Berlin Architecture: Paradise for Building-Spotters

source: Visit Berlin

Ask a Berlin architect about the city’s buildings and they will drone on and on about Karl Friedrich Schinkel, the city’s great Prussian builder who designed the Alte Museum on Museum Island and the Neue Wache on the Unter den Linden avenue. In fact they love Schinkel so much that it seems as if just about every architect for 50 years after him tried to copy his style.

Ask a foreign architect about Berlin, however, and the odds are they will not be raving about Schinkel but either praising or moaning about the modern buildings that have gone up over the past two decades under the guidance of Norman Foster, Daniel Libeskind or David Chipperfield. Whether you’re keen to seen 19th century classics or those modern buildings which aspire to the same, Berlin is your city.

The Jewish Museum

Berlin’s Jewish Museum is often visited as much for the building itself as for its exhibits. The building is signature Libeskind and was chosen out of  165 submissions, partly because of how he tried to use the building itself to convey a message. The building has no real entrance, no normal windows and with a clad exterior jumps right out. The voids within it are meant to represent the loss of the holocaust, while different paths lead you along different lines of experience that represent the differences between those who fled Germany and the holocaust and those who were trapped by it.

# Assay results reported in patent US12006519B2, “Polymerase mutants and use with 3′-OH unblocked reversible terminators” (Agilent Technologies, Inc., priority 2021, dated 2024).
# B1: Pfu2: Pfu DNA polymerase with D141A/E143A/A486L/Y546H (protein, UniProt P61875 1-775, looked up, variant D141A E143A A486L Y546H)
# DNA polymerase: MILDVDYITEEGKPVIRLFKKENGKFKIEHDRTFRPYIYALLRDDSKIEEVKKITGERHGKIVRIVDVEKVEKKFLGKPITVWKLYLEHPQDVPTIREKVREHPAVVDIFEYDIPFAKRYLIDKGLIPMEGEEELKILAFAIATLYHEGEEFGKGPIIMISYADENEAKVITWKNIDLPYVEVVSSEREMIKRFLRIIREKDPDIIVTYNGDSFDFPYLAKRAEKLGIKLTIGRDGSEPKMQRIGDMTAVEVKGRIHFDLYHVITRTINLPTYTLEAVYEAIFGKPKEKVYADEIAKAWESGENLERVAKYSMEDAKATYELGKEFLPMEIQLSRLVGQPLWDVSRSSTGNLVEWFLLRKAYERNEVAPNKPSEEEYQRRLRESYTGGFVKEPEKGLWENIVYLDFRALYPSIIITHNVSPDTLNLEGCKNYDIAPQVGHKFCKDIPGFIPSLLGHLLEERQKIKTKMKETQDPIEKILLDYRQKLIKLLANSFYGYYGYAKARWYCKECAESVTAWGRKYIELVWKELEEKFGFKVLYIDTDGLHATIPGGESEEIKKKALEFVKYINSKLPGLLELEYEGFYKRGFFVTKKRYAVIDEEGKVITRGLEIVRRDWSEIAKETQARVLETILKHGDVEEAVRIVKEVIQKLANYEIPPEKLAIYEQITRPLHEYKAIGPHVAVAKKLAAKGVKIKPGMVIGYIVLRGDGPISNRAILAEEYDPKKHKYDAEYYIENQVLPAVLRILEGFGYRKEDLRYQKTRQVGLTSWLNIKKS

The Neues Museum

David Chipperfield’s skilled  reworking of this museum combines the original structure (an impressive enough building in its own right, even if it was riddled with some of the bad taste of the age – fake Egyptian rooms, for instance) with a new look. It also does not paper over the destruction wrought during the war, when the building was badly bombed. Many Berlin residents wanted the building restored to what it had been, yet Chipperfield argued forcefully that the museum and building should not remain static and should encompass some of the old along with the changes.

Frank O. Gehry’s DZ Bank

This building, on the edge of Pariser Platz could easily be overlooked as it is in the metaphorical shadow of the Brandenburg Gate. Yet its façade hides a real gem and masterpiece. Inside it has a giant fish and an amazing lattice roof that lets the sun shine in.

The Reichstag

This has become perhaps the best known of Berlin’s new buildings and it still generates great controversy. The Reichstag, which stood unoccupied and crumbling throughout the period of Berlin’s division, was rebuilt by Lord Norman Foster as the new seat of Germany’s democracy. His major, and most controversial, addition was a glass glass cupola on the roof. This is open to the public, although you may need to queue for hours in the busy months.

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